POLITICS OF FOOD | Our Little Sister

Food is the perfect vehicle for the sociable, familial extrospection that Our Little Sister portrays and champions. By Louis Rogers


It’s a new year at Suzu’s school and the students are introducing themselves to the class. While Suzu stares dreamily out the window, one boy can be heard announcing the essential facts: “My favourite dishes are stir-fried beef and beef tongue.” Food isn’t just something we consume: it’s a way of defining and expressing ourselves. Our Little Sister is a story of self-discovery, following Suzu and her sisters as they try to make sense of themselves within a nexus of unconventional family ties. It’s no coincidence that food permeates this search, and Hirokazu Kore-eda’s film as a whole. Sentiments are expressed and selves scrutinised in seafood curry, tempura lotus root, fried mackerel and jars of plum wine.

Kore-eda’s film is unapologetically scant on spectacle. Instead, it celebrates the resonant experiences of the everyday: a bike ride among blossoming trees; climbing a hill for the view; playing football with school friends. Among them, the rituals of preparing and eating food receive special attention. Suzu is initiated into her new family through sharing meals with them – in a touching reversal of conventions, she sheds the uptight table manners she arrives with in favour of etiquette that’s more familiar – that is, true to family. When Sachi shows Suzu how to make seafood curry, she is acting out of care and passing on a family tradition, albeit a complex one – it’s the one recipe Sachi’s mother ever showed her how to cook, because it’s quick to make. Specific dishes provide the ambiguous but tenacious connective links in the sisters’ dispersed family: a snack of whitebait on toast that Suzu discovers she shares with her late father; jars of plum wine stored beneath the house, whose different ages signify different emotional valencies – and alcoholic potencies.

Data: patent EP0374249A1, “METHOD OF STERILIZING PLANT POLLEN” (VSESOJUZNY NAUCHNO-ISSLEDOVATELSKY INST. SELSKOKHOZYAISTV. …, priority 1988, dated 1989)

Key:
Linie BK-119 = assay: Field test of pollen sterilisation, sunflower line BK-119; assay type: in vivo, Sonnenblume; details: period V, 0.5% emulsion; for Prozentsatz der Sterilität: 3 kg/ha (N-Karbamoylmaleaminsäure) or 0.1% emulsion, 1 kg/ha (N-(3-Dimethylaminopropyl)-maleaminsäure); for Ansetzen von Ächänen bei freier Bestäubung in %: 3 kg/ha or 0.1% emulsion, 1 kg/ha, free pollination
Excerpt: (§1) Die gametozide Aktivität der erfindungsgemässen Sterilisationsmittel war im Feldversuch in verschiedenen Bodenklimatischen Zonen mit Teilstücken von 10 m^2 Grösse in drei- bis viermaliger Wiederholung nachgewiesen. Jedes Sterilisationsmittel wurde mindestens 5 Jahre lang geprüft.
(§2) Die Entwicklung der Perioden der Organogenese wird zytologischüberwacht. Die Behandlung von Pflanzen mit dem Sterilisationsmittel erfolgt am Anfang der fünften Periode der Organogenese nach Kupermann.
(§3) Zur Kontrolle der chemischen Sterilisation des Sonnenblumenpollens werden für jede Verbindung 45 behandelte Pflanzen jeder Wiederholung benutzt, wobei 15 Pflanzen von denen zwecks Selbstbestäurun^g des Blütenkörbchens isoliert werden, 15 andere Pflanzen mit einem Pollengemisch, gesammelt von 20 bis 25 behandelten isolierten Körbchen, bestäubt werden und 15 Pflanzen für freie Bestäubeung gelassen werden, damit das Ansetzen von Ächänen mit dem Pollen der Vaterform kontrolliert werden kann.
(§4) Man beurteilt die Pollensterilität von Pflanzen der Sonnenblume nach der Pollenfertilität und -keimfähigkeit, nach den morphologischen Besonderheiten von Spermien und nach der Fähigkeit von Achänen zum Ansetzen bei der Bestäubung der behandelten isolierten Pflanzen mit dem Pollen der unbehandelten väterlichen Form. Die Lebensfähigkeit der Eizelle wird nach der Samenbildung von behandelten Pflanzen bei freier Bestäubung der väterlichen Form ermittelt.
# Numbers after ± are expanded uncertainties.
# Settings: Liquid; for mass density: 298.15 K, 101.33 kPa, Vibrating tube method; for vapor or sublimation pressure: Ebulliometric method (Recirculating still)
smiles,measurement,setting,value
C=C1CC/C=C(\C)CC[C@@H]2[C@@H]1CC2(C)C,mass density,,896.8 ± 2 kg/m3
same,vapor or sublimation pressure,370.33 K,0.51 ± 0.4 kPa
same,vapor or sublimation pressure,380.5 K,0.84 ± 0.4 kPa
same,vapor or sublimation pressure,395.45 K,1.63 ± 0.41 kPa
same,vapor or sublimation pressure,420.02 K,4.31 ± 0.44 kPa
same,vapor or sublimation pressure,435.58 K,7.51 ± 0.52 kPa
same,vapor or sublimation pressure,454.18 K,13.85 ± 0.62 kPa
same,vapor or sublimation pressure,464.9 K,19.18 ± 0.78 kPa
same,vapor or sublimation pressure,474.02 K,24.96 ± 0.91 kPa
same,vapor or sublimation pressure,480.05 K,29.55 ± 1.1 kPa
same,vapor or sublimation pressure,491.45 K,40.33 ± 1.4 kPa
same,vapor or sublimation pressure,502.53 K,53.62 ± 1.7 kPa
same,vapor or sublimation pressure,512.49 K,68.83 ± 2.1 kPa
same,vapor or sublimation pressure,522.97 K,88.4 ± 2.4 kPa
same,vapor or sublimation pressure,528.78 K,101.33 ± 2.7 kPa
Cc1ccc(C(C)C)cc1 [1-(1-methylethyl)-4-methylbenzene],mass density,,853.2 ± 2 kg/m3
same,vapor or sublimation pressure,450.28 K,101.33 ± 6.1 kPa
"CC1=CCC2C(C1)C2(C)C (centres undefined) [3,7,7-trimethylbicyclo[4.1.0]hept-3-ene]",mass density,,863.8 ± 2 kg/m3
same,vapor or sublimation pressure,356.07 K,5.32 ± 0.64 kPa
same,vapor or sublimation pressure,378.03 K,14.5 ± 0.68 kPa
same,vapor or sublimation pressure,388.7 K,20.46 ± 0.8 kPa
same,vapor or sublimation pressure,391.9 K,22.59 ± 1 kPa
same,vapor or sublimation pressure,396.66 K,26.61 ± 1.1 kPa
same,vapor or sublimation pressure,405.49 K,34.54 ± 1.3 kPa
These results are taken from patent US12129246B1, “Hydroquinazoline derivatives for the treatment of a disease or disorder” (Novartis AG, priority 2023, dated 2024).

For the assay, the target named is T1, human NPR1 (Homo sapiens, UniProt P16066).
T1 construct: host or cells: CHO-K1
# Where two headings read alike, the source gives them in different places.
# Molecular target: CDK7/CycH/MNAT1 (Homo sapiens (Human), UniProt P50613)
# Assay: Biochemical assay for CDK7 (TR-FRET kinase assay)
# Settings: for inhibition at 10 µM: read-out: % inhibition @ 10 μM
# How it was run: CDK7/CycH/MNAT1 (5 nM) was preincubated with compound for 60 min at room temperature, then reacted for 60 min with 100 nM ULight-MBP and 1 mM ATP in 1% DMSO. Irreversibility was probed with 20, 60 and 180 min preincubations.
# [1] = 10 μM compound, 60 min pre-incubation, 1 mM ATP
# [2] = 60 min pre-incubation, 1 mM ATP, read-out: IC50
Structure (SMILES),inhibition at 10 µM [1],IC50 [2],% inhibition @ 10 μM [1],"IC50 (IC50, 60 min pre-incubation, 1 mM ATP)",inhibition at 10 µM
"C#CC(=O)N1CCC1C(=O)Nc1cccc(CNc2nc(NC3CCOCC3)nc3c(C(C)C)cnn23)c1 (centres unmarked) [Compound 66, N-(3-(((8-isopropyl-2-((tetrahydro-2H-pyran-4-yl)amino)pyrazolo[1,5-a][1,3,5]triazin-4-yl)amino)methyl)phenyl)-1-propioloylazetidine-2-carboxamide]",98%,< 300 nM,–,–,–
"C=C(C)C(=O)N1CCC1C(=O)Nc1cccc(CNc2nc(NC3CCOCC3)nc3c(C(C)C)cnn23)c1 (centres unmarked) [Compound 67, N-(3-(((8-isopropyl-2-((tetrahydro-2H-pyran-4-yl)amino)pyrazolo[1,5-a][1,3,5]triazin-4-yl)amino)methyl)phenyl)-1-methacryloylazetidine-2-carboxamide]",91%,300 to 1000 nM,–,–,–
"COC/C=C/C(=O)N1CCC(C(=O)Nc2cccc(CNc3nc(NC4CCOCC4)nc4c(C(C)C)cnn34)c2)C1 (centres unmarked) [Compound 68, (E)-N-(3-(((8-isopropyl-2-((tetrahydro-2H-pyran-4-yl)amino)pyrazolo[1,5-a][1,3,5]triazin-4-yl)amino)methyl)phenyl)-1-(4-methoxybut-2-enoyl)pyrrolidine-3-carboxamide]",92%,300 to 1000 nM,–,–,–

Kore-eda’s film approaches the complex interior lives of its characters through exultant depictions of exteriority: their interactions with each other and the world, whether sharing a meal, playing a game of football, or hosting an impromptu fireworks display. Food, that part of the world that we ingest and make ourselves of, is the perfect vehicle for the sociable, familial extrospection that Our Little Sister portrays and champions. ​


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